‘We, The Survivors‘ reminded me of ‘The Reluctant Fundamentalist‘ by Mohsin Hamid, possibly because it’s the story of a life-changing event, told in second person.
‘We, The Survivors‘ is a story of class, education and what it is to be an outsider. The idea that Ah is a person who’s excluded from the rapid modernisation of Asian society, despite the dominant narrative being that of everyone can succeed marks him as different even though there are many people that have a similar experience. The struggle to survive in a constantly changing world is almost palpable.
The level of detail that Tash Aw goes into when describing locations and scenarios is astounding, building up tremendously evocative imagery.
Tash Aw’s character study of a man who loses control in the most appalling way makes ‘We, The Survivors‘ an insightful, thought-provoking read.
Posted in Books, reviews
Tagged character, describing, descriptions, idea, imagery, jobs, locations, murderer, read, society, story
Look around you. Who holds the most power in the room? Is it the one who speaks loudest, who looks the part, who has the most money, who commands the most respect?
Or is it someone like Christine Butcher: a meek, overlooked figure, who silently bears witness as secrets are shared Someone who quietly, perhaps even unwittingly, gathers together the knowledge of the people she’s there to serve – the ones who don’t notice her, the ones who consider themselves to be important.
There’s a fine line between loyalty and obsession. And when someone like Christine Butcher is pushed to her limit, she might become the most dangerous person in the room . . .
Christine is an average wife and mother, who is the personal assistant to Mina Appleton, the chair of a large supermarket chain. Following accusations of unethical practices within Mina’s business, Christine has to decide how far she wants to go to prove her loyalty to her boss in a surprisingly cutthroat industry.
As ‘The Secretary‘ progresses, told through Christine’s eyes, it was interesting as a reader to work out what had happened to Christine and where she was telling her story from. When this was revealed where she actually was, I was quite surprised. Renee Knight didn’t go for the most obvious explanation and I appreciated that.
I thought Renee Knight’s characterisation in this novel was very strong. I enjoyed the transformation in Christine as her job became all-encompassing. I thought the character of Mina seemed really believable, her manipulative behaviour certainly seemed to represent what we have come to expect from heads of corporations. In many ways, ‘The Secretary‘ reminded me of ‘The Devil Wears Prada‘.
I thought the idea of having the central crime in this novel centre around unethical business practices and perverting the course of justice was really original. Although it may not initially seem as compelling as murder, this story seemed really realistic and the behaviour of the characters made me want to read on. This is a character-driven psychological thriller which keeps the tension tight throughout.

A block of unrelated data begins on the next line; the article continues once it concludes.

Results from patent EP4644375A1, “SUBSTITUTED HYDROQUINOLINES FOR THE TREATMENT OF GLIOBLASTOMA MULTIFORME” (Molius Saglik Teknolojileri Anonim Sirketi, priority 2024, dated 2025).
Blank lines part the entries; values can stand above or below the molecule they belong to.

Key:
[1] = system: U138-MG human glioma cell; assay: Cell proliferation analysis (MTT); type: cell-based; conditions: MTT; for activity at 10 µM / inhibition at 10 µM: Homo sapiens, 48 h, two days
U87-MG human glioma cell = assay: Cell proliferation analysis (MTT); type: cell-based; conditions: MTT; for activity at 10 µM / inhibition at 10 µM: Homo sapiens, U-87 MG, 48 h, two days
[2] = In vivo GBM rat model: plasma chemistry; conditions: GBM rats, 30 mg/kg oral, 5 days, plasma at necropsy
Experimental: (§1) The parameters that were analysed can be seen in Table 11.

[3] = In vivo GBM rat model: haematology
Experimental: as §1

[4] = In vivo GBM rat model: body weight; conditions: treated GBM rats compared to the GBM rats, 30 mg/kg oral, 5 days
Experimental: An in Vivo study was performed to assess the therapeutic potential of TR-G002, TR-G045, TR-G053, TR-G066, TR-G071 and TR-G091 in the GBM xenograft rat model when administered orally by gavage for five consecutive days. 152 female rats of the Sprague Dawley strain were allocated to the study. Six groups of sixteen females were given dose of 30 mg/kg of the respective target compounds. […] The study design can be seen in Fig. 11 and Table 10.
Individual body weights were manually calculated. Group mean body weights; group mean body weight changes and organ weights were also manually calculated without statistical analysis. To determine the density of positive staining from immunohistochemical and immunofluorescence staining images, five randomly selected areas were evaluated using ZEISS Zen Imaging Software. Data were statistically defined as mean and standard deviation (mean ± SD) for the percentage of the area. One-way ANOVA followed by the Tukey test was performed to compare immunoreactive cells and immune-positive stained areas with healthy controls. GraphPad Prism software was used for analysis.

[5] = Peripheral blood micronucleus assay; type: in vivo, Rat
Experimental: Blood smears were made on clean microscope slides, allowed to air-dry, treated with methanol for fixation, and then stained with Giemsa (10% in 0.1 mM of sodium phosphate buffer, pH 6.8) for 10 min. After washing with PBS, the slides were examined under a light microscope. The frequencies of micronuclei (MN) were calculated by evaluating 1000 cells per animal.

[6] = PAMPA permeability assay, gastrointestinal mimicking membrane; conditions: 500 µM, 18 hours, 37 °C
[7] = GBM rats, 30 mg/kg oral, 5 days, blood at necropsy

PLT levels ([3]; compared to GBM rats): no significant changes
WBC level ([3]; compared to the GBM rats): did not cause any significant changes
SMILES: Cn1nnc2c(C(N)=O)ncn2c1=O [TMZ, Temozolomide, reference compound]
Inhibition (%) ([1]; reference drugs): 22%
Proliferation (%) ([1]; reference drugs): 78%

Posted in Books, reviews
Tagged character, characterisation, characters, crime, murder, novel, psychological, reader, story, thriller
Alison has it all. A doting husband, adorable daughter, and a career on the rise – she’s just been given her first murder case to defend. But all is never as it seems…
Alison drinks too much. She’s neglecting her family. And she’s having an affair with a colleague whose taste for pushing boundaries is becoming more than she can handle.
The woman who Alison’s defending doesn’t deny that she stabbed her husband – she wants to plead guilty but something about her story is deeply amiss. Saving this woman may be the first step to Alison saving herself.
Someone knows Alison’s secrets. Someone who wants to make her pay for what she’s done, and who won’t stop until she’s lost everything….
Ever since I first saw people talking about ‘Blood Orange‘ on Twitter last summer, I was desperate to read it. I was lucky enough to get a very early review copy last year – then to host Harriet Tyce’s first public reading of it at Noir at the Bar in October. Harriet had the audience absolutely transfixed with the excerpt she read aloud and I can promise you that the entire novel is as compelling.
‘Blood Orange‘ is a thoroughly intriguing domestic thriller. Tyce’s prose is tight and the plot of the novel is an incredibly twisty rollercoaster. ‘Blood Orange‘ is a riveting read centring around revenge, lust and obsession. It’s bound to draw comparisons with ‘The Girl on the Train‘ but, in my opinion, ‘Blood Orange‘ is far superior.
Harriet Tyce has created a compelling, complex central character perfect for the #MeToo generation. I love how, despite Alison’s flaws, the reader is given an insight into the myriad ways women are subjugated by men. I found myself absolutely livid throughout much of this book because it brought into crystal clear focus how women are abused, dominated or undermined regardless of their personal situation.
A timely, excellently-plotted novel. Harriet Tyce’s debut is sure to be the smash hit of 2019.
Posted in Books, reviews
Tagged book, character, debut, Noir at the Bar, novel, plotted, read, reader, reading, review, thriller, Twitter